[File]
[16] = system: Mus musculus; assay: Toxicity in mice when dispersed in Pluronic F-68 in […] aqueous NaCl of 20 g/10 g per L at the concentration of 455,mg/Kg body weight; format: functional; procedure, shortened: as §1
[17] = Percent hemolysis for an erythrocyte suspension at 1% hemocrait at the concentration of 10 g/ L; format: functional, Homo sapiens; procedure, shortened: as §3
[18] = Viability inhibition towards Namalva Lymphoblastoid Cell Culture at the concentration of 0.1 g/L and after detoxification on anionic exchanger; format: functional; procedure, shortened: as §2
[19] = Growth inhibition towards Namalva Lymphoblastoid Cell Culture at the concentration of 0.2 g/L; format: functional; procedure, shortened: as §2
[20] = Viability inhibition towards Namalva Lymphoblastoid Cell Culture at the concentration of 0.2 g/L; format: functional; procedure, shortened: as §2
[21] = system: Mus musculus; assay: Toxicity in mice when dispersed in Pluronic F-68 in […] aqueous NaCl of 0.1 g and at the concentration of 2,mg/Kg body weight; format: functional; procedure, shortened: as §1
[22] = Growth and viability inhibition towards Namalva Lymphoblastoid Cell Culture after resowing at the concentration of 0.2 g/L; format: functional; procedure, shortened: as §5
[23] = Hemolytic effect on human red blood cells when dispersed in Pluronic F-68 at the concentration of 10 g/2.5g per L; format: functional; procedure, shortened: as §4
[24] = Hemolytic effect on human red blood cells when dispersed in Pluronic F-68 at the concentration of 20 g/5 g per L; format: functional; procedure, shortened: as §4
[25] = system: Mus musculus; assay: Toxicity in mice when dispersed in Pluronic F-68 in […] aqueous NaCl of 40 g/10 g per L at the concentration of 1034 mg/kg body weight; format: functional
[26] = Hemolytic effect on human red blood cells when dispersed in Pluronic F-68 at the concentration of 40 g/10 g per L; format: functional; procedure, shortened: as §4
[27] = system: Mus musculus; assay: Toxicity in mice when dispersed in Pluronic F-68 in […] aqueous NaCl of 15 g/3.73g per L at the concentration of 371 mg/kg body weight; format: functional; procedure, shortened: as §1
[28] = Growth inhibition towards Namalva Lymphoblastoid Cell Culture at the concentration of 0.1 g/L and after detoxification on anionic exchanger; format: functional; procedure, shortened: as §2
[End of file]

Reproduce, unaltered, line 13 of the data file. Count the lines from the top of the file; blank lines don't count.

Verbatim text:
[28] = Growth inhibition towards Namalva Lymphoblastoid Cell Culture at the concentration of 0.1 g/L and after detoxification on anionic exchanger; format: functional; procedure, shortened: as §2